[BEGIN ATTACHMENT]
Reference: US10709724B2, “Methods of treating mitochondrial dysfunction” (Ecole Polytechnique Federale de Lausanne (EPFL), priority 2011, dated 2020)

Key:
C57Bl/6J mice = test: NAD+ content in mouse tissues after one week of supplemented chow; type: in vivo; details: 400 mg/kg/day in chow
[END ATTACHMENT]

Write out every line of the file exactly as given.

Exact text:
Reference: US10709724B2, “Methods of treating mitochondrial dysfunction” (Ecole Polytechnique Federale de Lausanne (EPFL), priority 2011, dated 2020)

Key:
C57Bl/6J mice = test: NAD+ content in mouse tissues after one week of supplemented chow; type: in vivo; details: 400 mg/kg/day in chow